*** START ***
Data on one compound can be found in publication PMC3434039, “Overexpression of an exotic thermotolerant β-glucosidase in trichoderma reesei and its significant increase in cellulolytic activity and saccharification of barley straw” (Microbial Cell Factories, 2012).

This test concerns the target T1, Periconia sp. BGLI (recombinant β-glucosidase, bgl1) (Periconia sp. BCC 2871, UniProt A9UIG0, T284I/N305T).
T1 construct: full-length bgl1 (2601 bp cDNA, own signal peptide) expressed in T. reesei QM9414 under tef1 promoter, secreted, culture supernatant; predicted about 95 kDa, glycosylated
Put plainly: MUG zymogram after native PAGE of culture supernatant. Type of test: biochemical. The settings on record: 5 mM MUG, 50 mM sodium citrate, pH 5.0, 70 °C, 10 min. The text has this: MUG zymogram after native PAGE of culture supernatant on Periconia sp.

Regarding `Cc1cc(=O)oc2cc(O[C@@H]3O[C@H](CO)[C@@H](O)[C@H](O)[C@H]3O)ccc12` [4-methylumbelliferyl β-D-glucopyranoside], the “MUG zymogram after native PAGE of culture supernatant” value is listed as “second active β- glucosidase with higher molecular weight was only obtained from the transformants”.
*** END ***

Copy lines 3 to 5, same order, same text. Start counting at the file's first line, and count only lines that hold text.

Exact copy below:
T1 construct: full-length bgl1 (2601 bp cDNA, own signal peptide) expressed in T. reesei QM9414 under tef1 promoter, secreted, culture supernatant; predicted about 95 kDa, glycosylated
Put plainly: MUG zymogram after native PAGE of culture supernatant. Type of test: biochemical. The settings on record: 5 mM MUG, 50 mM sodium citrate, pH 5.0, 70 °C, 10 min. The text has this: MUG zymogram after native PAGE of culture supernatant on Periconia sp.

Regarding `Cc1cc(=O)oc2cc(O[C@@H]3O[C@H](CO)[C@@H](O)[C@H](O)[C@H]3O)ccc12` [4-methylumbelliferyl β-D-glucopyranoside], the “MUG zymogram after native PAGE of culture supernatant” value is listed as “second active β- glucosidase with higher molecular weight was only obtained from the transformants”.